By Tommy H. Thomason

Friday, March 20, 2009

An F4U Corsair?

It's actually an AU-1, a close-air support variant of the F4U-5 developed specifically for the Marines Corps since AD Skyraiders were in short supply. It featured additional armor around the engine and accessories, a single-stage supercharger since only low altitude operation was required, and additional stores pylons. This is BuNo 129325 at Patuxent River in September 1952 making a field arrested landing. (AU-1s had been in combat in Korea since June.) However, the AU probably never flew operationally from an aircraft carrier, much less deployed.

In April 1954, 25 of the 111 built were transferred directly from a Marine Corps squadron to the French AĆ©ronautique Navale to augment its fleet of F4U-7s in Indochina. After the fall of Dien Bien Phu and the withdrawal of French forces, the surviving Corsairs were ferried to NAS Sangley Point in the Philippine Islands and parked until a French carrier was available to transport them back to France. Another five were reportedly transferred to the French in the mid-1950s.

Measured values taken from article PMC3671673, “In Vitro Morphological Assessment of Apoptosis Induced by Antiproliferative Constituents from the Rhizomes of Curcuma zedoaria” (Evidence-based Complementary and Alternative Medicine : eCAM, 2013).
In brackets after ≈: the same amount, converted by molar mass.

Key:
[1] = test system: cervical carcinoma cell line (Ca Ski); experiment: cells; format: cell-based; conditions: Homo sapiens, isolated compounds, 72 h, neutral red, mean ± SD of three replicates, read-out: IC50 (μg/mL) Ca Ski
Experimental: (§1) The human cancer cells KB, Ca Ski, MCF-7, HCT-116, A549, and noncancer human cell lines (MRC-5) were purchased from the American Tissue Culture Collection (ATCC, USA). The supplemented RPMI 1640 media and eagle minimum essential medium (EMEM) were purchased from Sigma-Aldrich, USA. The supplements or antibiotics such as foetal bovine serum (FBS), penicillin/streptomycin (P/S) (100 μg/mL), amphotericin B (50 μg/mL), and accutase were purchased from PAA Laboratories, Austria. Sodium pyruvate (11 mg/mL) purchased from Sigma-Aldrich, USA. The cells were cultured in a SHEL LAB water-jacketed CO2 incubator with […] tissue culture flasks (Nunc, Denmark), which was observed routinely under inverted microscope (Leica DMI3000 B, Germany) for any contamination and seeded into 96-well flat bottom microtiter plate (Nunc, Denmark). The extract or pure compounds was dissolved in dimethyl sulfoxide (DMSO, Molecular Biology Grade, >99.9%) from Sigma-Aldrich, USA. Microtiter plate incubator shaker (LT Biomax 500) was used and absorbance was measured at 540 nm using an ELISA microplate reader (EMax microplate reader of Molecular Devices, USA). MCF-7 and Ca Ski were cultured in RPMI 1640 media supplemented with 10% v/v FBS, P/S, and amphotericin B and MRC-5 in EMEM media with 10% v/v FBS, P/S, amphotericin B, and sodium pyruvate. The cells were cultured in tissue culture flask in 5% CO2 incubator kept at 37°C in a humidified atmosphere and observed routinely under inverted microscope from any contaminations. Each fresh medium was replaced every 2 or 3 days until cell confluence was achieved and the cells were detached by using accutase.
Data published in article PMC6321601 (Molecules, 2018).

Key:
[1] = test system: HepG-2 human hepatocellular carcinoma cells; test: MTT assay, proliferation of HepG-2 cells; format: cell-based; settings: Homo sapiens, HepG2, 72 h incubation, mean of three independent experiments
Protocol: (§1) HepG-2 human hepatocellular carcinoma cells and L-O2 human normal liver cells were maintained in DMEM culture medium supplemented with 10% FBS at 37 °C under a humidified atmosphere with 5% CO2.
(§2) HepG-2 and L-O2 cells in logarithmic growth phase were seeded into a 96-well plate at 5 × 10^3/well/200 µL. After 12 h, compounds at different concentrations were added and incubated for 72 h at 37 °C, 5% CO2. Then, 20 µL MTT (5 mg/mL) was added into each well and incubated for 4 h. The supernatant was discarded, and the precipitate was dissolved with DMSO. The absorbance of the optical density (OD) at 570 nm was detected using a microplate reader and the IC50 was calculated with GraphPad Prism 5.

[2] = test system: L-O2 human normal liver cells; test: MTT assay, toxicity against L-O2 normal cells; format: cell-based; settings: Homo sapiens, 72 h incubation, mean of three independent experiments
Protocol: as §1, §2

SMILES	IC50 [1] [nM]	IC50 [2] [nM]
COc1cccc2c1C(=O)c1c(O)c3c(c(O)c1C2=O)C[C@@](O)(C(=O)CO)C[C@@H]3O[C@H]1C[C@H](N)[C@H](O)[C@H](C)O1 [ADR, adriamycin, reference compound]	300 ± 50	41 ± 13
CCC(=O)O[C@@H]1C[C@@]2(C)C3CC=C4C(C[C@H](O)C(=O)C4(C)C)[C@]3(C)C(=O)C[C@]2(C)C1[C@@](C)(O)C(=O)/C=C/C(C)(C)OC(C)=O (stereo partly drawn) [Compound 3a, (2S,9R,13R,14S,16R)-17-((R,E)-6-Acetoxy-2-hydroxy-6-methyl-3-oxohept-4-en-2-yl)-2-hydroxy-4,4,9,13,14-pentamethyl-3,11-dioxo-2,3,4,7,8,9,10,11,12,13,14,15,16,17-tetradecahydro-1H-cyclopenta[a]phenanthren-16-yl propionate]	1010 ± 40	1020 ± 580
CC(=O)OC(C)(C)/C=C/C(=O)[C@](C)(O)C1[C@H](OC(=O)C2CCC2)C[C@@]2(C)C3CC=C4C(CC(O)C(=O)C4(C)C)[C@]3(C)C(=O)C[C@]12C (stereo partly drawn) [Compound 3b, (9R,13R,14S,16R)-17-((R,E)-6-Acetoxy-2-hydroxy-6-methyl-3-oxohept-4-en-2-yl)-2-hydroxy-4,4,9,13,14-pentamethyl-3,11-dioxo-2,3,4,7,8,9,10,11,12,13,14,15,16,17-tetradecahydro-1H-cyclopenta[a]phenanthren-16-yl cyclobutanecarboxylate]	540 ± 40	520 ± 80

The Marines swapped out AUs for ADs as soon as they could. However, at least a few survived as station hacks through the late 1950s as evidenced by a photo of a gray/white AU assigned to Quantico taxiing out past an early F8U-1, probably at NAS Los Alamitos, CA. (Note that the 'Navy" marking applied in overhaul has been painted over.) These were used to provide ground-based Marine Forward Air Controllers with airplanes to control for close air support training.

1 comment:

Dave Collier said...

The AU-1s stationed at Quantico were use for close air support demos with the school troops that supported the Marine Corps Basic Officer Training School at Quantico. They worked well on the very short runway at MCAS Quantico.
Dave Collier